Its hard find something disappointing about such a band as playing live these veterans give the crowd everything in their musical abilities that they have without so much as one bum note throughout the evening. Their skills are a musical education for everyone who has ever learnt an instrument, each member masterfully and almost effortlessly blending together their sounds to create magical energy that the can jubilant fans can admire or bounce and sing along with.
Opening with a a new song ('Falling') from the 'Cinema' album the boys are evidently keen to showcase new material and whilst the song is a good song it isn't comparable to their past glories which we expectantly wait for. Not a problem, the band launch into 'Sly' with it powerful beating energy lifting every foot inside the building.
An early special moment was Hello a song that the band dig out from their archives less frequently these days but sounding fresh to the loyal and appreciative fans as it included a tremendous scratching solo by decks wizard DJ Jumps. Then, as is the case at most Cat Empire gigs, trumpet player Harry Angus seems to steal the show, not just with his blissful bursts of trumpet playing or singing, but with is staccato scatting on tracks such as 'The Darkness', a truly intense masterpiece. The other musicians compliment his insane freestyle bursts of scat as Angus experiments with his voice in ways that few singers dare. The vocal delay makes his voice strange, hypnotically rhythmical and sometimes amusing as it sounds at one point like he repeats the words "chicken today" for almost a minute, perhaps some unusual dinner time mantra before the song rises in energy and rhythm as if some ancient gypsy celebration is under way.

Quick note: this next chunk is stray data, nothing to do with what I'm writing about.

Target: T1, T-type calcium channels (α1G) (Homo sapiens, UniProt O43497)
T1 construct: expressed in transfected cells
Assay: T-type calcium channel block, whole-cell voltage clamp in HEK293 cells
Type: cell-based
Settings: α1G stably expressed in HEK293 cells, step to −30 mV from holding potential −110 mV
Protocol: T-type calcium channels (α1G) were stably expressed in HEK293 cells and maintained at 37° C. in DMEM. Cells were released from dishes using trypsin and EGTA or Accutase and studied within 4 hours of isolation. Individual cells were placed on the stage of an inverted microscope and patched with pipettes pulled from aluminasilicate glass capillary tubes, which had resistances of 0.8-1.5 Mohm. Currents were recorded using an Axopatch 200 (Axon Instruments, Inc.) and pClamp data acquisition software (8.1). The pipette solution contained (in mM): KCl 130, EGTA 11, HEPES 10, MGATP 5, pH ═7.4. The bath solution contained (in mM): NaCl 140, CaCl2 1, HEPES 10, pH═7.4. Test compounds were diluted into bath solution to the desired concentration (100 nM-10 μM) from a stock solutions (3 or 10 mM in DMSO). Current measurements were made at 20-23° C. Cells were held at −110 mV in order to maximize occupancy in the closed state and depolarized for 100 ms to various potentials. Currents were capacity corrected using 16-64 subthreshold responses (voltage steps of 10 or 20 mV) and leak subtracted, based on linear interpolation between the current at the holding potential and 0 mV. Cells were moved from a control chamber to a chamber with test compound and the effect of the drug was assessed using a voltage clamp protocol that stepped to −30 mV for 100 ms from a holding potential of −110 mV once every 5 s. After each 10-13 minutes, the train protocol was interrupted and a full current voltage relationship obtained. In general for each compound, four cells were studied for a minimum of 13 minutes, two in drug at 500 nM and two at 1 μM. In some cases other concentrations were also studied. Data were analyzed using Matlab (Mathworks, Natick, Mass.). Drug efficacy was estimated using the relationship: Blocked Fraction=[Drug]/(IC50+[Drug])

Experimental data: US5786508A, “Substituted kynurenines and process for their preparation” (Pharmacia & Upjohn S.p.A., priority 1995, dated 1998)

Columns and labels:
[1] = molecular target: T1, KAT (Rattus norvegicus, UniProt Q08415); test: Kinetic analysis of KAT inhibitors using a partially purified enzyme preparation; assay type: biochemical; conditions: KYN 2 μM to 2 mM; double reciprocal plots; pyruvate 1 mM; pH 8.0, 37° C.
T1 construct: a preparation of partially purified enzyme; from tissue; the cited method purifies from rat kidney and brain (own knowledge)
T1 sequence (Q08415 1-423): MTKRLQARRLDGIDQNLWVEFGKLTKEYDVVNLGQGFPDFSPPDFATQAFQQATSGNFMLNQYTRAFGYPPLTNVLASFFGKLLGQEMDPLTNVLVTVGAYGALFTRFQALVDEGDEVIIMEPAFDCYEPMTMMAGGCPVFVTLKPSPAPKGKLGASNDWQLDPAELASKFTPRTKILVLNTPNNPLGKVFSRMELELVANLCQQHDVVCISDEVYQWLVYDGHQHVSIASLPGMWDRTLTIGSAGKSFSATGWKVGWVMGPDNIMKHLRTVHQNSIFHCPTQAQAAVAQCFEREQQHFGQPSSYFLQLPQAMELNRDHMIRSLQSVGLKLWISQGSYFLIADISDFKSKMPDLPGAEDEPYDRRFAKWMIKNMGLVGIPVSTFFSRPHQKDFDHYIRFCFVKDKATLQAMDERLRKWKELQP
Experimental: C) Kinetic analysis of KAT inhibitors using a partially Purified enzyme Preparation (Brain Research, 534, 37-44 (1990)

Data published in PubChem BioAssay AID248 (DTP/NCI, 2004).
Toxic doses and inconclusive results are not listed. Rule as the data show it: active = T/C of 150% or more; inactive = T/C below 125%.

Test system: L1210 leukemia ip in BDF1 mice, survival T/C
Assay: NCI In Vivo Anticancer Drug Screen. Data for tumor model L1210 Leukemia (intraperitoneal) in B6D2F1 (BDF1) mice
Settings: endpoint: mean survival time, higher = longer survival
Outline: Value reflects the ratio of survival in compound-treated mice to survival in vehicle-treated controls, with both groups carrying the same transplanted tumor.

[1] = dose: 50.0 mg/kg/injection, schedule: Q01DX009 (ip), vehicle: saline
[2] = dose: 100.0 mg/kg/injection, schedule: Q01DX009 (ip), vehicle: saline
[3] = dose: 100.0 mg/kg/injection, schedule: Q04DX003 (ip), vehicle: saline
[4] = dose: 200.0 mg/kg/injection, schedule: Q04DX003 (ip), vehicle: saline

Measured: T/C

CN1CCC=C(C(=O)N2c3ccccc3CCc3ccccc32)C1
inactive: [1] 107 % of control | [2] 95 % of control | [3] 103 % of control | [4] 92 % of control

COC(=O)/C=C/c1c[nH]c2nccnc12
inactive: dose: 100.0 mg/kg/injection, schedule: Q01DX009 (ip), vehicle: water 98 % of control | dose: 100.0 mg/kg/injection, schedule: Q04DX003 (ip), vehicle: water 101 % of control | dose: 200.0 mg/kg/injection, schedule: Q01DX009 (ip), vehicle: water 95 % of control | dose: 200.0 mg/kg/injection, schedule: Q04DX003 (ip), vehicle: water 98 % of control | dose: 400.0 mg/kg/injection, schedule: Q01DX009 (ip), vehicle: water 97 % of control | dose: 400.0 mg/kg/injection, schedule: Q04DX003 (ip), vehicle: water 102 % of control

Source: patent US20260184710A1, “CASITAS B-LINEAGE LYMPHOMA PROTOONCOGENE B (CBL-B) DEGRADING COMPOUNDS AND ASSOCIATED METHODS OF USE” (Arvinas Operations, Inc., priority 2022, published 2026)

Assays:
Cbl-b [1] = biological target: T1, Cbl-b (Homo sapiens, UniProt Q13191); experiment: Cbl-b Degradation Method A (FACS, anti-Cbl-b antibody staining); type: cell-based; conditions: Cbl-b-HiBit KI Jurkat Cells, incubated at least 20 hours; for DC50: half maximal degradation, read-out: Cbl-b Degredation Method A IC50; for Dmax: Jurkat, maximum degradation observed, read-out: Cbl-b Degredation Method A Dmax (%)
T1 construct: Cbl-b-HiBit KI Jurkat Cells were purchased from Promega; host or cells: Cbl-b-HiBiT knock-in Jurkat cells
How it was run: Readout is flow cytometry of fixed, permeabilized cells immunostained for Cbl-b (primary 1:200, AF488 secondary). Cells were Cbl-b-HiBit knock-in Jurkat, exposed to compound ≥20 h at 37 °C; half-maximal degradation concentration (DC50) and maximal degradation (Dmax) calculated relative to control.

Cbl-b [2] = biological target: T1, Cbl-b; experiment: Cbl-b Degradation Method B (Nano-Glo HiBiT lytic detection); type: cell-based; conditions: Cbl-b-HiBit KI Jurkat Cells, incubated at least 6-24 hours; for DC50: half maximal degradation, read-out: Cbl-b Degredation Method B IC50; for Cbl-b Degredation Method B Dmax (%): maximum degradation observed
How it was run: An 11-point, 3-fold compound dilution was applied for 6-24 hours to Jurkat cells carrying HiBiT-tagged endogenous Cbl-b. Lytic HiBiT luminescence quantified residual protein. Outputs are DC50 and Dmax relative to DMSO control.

The Cat Empire continue to mix the old with the new bringing into play 'In My Pocket', 'Two Shoes', 'Fishes', and 'Call Me Home', which is perhaps the most anthemic of new material before exiting the stage for what seemed like an eternity to those expecting an encore. The wooden floors were pounded by peoples feet as the crowd correctly decided that stamping would would be the most effective way to make a lot of noise and of course they did, eventually, return to the stage. It was always going to happen and they were always going to play 'The Wine Song' and 'The Chariot' but as usual they had a little surprise in store. This time during the 'Wine Song' the musicians stopped dramatically and the trombone player teased the audience with a few choice notes before they charged into a version of 'Miserlou' by Dick Dale and his Del Tones which was made famous by Pulp Fiction. It takes audacious confidence to attempt such a stylish number and if it hadn't been perfect it would have been a failure but it failure it was not. The triumphantly carried the song as if it was a creation of their own.
It is evident that things have changed over the years Felix Reibl seems to look more like a heartthrob each time they tour, Angus's beard bigger and more dishevelled, the solos longer and slightly longer but they seem to know intuitively when to return to the body of the song before it becomes indulgent but the sentiments remain the same - positive lyrics, kind and happy about life, love and the planet without sounding like hippies. The pretence that lesser musicians suffer from is absent within the Cat Empire and maybe this is why the crowd have continued to love them and probably will for a long time.
It's a long way from Australia but come visit us again soon if you can boys. Thanks.
sorry, we currently have no gigs listed for this act.